Friday, November 11, 2011

On Unpaid Feminist Blogging

Via Courtney E. Martin, in The Nation:

"This leads us to the biggest misperception of all—this one even held by many bloggers and online organizers themselves: that online feminism is free. It’s not. Many feminists innovated remarkably early on in the Internet’s existence, founding blogs and online communities, but we’ve largely stalled in progress over the last few years because we are under-resourced and overwhelmed. Samhita Mukhopadhyay, the executive editor of, explains, 'Blogging has become the third shift. You do your activist work, then you have a job to make money and then you blog on top of that. It’s completely unsupported".....

It’s time to mature into the second stage—in which online feminism is funded, forward-thinking and just as fierce. It’s time for all of us—bloggers, organizers, philanthropists and business experts alike—to put our heads together and figure out how to create a robust, sustainable online space that can serve as the 'women’s center in the sky' (as Gloria Steinem recently put it to me) for the next generation."

When I started blogging, I never expected to get paid for it or for it to turn into a career. As I have continued to blog, mostly in my precious free time, it has come to feel somewhat like work. Work that I usually enjoy, yes, but work nonetheless, and work that I don't get paid for. Although, I also appreciate that a regular blogging schedule helps me refine my writing and argumentation skills. It's difficult to become good at either if a person doesn't do them regularly.

Anyway, as discussed in the above-cited article, feminist blogs have several models for garnering money. I haven't explored these models for this blog in any great depth, mostly due to lack of time, but I am generally opposed to ads. From time to time I am approached to "write articles about certain books or products" (which I recognize as a way of asking for free ad space and marketing), and I usually turn down those offers or ignore them. Although, if the book is feminist in nature, or relevant to this blog, I have accepted these offers (while noting in my posts when I've received free review copies of particular books I've reviewed here).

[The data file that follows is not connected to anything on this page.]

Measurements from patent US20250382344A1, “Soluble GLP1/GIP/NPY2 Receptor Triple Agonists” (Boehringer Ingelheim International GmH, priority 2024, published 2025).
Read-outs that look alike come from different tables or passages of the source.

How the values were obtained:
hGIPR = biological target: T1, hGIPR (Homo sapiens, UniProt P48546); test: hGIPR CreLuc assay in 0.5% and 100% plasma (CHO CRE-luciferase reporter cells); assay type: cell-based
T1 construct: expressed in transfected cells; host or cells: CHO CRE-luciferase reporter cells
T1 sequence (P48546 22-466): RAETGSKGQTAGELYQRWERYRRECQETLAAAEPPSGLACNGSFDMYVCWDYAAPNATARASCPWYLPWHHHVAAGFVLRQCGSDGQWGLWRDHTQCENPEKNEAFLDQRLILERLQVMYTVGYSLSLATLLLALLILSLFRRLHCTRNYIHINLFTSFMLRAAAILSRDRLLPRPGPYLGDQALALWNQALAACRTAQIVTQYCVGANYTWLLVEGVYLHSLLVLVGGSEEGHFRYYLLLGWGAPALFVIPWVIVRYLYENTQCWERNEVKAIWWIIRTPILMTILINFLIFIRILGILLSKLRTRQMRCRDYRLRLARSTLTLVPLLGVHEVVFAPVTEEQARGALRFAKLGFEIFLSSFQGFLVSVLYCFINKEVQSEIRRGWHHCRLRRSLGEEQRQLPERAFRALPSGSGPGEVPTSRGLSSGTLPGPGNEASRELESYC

So, you know, I support the "maturation" of feminist blogging that generates revenue, I'm just not sure what that model looks like. I'm also not sure the lack of funding equates, as Martin argues, with feminist blogging being the domain of the femininst "elite" (because "who else can afford to blog unpaid?"). That argument seems to assume that the majority of feminist bloggers sit in front of their computers all day, perhaps being fanned with giant leaves and being fed peeled grapes, looking for stuff to get mad about on Internet*.

I suspect that the reality is more that those who can "afford to blog unpaid" are those who work full-time jobs and/or part-time jobs in order to pay the bills and yet who carve out time to also run a blog, or who are students, or who don't work but are living on some sort of fixed income. With free blogging platforms available, blogging doesn't have to be a costly endeavor. Perhaps a primary barrier would be whether or not one has Internet service at home, and I'm not sure possessing Internet service (or a smartphone) places a person into the category of "elite."

My point is that feminist activism on Internet is probably, in many cases, some people's only means of engaging with other feminists and learning about feminism. I am far more likely to blog and read about feminism on Internet than I am, say, to make time in my busy schedule to go to a NOW meeting (or something, does NOW even have meetings that people go to?)

Anyway, along those lines, what keeps me blogging are the occasional comments and emails from people who tell me that something I wrote has helped me them in some way- whether it's in recognizing sexism, countering anti-feminism, or just entertaining them. It's nice not to know I'm not just sending stuff out into a void.

I check my blog stats from time to time, so I know lots more people read this blog than comment on it, so I guess I'm curious, why do you continue to read this blog? Why do you read other feminist blogs? How do you think feminist blogging affects society?

*ps- 'Member when Katie Couric and Bryant Gumbel tried to talk about "Internet" in 1994?

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